Venetian blinds are an ever present sight each day. In my case, mini-blinds cover the window in front of my desk. Not only do they provide a simple background for my work space, but they enable me to adjust the level of backlighting for comfortable viewing of my laptop screen.
One of the earliest snapshots dad took of me as a baby, showed my investigation of the venetian blinds next to my crib. Perhaps this is why my enjoyment of the window treatments seems so primal. I wonder how many hours were spent pondering the venetian blinds of my childhood.
Window shades of horizontal slats that can be raised and lowered, and the slats can be tilted to different angles are fascinating devices. Children and cats are attracted to them for obvious reasons.
The blinds I like best are those constructed of wide, wooden slats, painted ivory white held together by ribbons of heavy duty fabric. Traditional venetian blinds have two sets of control cords instead of the combination of cords and rods used with modern plastic mini-blinds.
The primary disadvantage of horizontal slatted window blinds is that they require frequent, time-consuming dusting and cleaning. The blinds are worth the trouble because of the special shadow effects that are created when light filters through them.
Have you ever noticed the camera obscura effects that happen when sunlight is projected onto a flat surface through the small holes for the cords in the slats of mini-blinds? Around noontime sunshine is at the proper angle to intersect with tree branches in line with the southerly windows. Small, upside-down images of the tree branches are projected onto the floor and the north wall of the room. Is this how the optical properties of cameras and lenses were originally discovered? Photographers who experiment with pinhole cameras are familiar with this effect.
Venetian blinds are intriguing complicated artifacts. A series of slats made from wood or aluminum, PVC, or plastic are suspended from a frame or rail. Sturdy cords or fabric ribbons or strips support the slats at equidistant intervals. The cords or ribbons also assist in altering the tilt angle of the slats and enable the entire shade to compress and decompress to raise or lower the entire assembly. These functions must be carried out in a reasonably accurate and smooth way. Hence, they must be manufactured to fairly close mechanical tolerances.
The beauty of venetian blinds is that they can be used in nearly every room of a home or office, but I personally advise against placing them in the kitchen, because when they accumulate airborn grease and other cooking byproducts, they’re difficult to sanitize. I learned this the hard way.
Venetian blinds look attractive when hung unadorned on windows or they can be part of a fancier window treatment when used with draperies or curtains. Because the slats can be made from various materials and come in several colors, blinds are suitable for nearly any interior design scheme.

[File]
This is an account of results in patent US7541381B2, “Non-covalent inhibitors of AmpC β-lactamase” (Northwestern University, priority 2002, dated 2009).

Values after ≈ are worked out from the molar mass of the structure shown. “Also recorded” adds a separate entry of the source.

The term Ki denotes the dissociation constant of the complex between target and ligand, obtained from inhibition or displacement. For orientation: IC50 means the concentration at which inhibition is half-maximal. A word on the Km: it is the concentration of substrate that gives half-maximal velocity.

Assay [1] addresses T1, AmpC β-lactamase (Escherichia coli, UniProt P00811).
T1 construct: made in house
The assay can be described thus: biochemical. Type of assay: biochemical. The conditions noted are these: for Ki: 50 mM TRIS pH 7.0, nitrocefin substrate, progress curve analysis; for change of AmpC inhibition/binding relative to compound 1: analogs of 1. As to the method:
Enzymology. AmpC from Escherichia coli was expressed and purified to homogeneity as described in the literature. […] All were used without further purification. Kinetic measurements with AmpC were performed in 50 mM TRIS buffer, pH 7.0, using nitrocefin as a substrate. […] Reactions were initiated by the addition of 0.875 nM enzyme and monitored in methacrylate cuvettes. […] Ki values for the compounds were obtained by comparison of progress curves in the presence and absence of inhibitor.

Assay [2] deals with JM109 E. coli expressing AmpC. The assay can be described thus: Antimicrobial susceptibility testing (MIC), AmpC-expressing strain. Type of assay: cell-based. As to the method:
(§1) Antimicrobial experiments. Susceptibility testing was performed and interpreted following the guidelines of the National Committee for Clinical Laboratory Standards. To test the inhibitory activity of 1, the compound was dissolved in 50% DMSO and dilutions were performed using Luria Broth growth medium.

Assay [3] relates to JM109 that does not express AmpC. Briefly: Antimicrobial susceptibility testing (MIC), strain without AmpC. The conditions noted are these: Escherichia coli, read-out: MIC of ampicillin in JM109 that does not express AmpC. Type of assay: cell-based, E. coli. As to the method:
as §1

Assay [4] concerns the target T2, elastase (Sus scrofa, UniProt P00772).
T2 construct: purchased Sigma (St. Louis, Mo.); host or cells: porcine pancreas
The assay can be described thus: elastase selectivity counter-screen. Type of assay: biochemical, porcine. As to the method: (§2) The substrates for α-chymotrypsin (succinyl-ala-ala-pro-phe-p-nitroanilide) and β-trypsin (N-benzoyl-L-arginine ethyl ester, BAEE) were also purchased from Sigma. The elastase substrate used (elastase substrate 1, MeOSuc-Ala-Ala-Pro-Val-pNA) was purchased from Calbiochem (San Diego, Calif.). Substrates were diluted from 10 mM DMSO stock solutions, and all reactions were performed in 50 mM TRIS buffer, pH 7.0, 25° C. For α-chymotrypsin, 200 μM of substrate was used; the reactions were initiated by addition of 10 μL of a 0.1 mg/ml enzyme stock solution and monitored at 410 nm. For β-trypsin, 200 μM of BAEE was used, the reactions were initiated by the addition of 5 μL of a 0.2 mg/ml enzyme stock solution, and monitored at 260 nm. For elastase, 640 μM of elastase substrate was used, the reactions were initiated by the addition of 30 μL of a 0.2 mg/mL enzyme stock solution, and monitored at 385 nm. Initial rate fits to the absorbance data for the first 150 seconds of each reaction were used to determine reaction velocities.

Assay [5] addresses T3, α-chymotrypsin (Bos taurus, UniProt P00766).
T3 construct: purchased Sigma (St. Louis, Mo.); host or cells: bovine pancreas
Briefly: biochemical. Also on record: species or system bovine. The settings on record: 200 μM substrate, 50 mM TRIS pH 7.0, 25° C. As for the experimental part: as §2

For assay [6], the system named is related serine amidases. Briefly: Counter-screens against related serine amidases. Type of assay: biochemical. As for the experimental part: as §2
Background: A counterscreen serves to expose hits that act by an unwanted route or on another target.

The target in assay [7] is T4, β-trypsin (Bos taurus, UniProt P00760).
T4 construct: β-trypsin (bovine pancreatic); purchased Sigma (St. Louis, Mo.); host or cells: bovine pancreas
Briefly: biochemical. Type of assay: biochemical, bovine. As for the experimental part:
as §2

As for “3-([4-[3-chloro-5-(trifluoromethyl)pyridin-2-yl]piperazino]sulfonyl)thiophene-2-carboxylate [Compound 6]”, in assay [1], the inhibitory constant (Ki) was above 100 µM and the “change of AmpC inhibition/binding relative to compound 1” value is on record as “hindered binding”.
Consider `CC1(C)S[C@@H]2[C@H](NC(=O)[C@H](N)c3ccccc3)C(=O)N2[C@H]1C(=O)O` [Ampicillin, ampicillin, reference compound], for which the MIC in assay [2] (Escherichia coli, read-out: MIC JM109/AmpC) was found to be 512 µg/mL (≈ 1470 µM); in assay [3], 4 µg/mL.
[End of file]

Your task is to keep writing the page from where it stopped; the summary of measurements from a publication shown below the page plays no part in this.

What is it about venetian blinds that make them so modern yet also so classic? The secret is found in their history. No, they were not invented in Venice. Even though the ancient Romans utilized a type of fixed, horizontal window covering to keep out dust, that design doesn’t resemble our modern interior window treatment.
A recognizable version of blinds were invented in Persia. They were popular items in trade with European merchants. Venice was a major power that established regular trading routes to and from Persia. Style conscious Italians happily adopted the Persian blinds. The Venetians adapted the design by laying the slats across fabric ribbons. They were not yet adjustable, though.
The slats on ribbons design began to greatly evolve in the eighteenth century. New designs and patents appeared in Great Britain. Noteworthy is Gowin Knight’s “dwarf Venetian blinds” invented in 1760.
In North America, imported blinds were used to shade the windows of St. Peter’s Church in Philadelphia. The English colonist, John Webster began selling his own style of wooden Venetian blinds in the same city in 1767. Venetian blinds became very popular in colonial New England because the textiles needed to construct curtains had to be imported from Britain and carried a very high tax.
After independence, the next major alteration to Venetian blinds happened in New Orleans in 1841. Railroad engineer and tinkerer John Hampson invented and patented the screw mechanism that changes the angle of the slats. Variations of Hampson’s invention are used in modern Venetian blinds. It is operated by cords on some blinds or more commonly with the plastic rod attached to the blind’s top rail.
The most recent change came in the 1970s with the narrowing of slats to 2.5 centimetres bringing us the ubiquitous mini-blind used in homes and businesses around the world, today.
Looking up from my laptop, I ponder the basic, narrow slatted mini-blind I bought at a department store. There probably isn’t any other window covering with a richer history than our Venetian blinds.